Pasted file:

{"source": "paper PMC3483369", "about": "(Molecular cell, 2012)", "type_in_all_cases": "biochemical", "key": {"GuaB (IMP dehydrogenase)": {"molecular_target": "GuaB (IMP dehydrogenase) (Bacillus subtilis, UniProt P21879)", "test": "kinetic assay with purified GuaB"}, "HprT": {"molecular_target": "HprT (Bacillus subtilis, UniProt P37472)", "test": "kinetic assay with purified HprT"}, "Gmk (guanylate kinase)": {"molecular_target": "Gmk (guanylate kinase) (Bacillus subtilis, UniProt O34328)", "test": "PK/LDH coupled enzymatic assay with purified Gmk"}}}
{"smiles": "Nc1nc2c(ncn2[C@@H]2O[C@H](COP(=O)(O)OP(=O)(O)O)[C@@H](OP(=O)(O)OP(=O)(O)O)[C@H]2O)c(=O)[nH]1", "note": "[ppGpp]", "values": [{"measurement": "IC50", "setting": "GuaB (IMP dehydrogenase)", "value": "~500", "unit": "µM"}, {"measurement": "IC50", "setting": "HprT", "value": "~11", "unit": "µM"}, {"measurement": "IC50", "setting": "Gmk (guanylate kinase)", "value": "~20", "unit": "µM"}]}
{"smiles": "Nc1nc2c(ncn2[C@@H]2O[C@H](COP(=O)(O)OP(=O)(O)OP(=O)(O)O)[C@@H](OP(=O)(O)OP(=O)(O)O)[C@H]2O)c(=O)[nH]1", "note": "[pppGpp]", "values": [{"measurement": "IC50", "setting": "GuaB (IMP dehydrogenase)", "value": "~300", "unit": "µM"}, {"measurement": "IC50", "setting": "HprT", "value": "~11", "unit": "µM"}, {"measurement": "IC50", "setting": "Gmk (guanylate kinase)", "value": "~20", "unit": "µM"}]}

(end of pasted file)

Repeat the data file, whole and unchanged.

{"source": "paper PMC3483369", "about": "(Molecular cell, 2012)", "type_in_all_cases": "biochemical", "key": {"GuaB (IMP dehydrogenase)": {"molecular_target": "GuaB (IMP dehydrogenase) (Bacillus subtilis, UniProt P21879)", "test": "kinetic assay with purified GuaB"}, "HprT": {"molecular_target": "HprT (Bacillus subtilis, UniProt P37472)", "test": "kinetic assay with purified HprT"}, "Gmk (guanylate kinase)": {"molecular_target": "Gmk (guanylate kinase) (Bacillus subtilis, UniProt O34328)", "test": "PK/LDH coupled enzymatic assay with purified Gmk"}}}
{"smiles": "Nc1nc2c(ncn2[C@@H]2O[C@H](COP(=O)(O)OP(=O)(O)O)[C@@H](OP(=O)(O)OP(=O)(O)O)[C@H]2O)c(=O)[nH]1", "note": "[ppGpp]", "values": [{"measurement": "IC50", "setting": "GuaB (IMP dehydrogenase)", "value": "~500", "unit": "µM"}, {"measurement": "IC50", "setting": "HprT", "value": "~11", "unit": "µM"}, {"measurement": "IC50", "setting": "Gmk (guanylate kinase)", "value": "~20", "unit": "µM"}]}
{"smiles": "Nc1nc2c(ncn2[C@@H]2O[C@H](COP(=O)(O)OP(=O)(O)OP(=O)(O)O)[C@@H](OP(=O)(O)OP(=O)(O)O)[C@H]2O)c(=O)[nH]1", "note": "[pppGpp]", "values": [{"measurement": "IC50", "setting": "GuaB (IMP dehydrogenase)", "value": "~300", "unit": "µM"}, {"measurement": "IC50", "setting": "HprT", "value": "~11", "unit": "µM"}, {"measurement": "IC50", "setting": "Gmk (guanylate kinase)", "value": "~20", "unit": "µM"}]}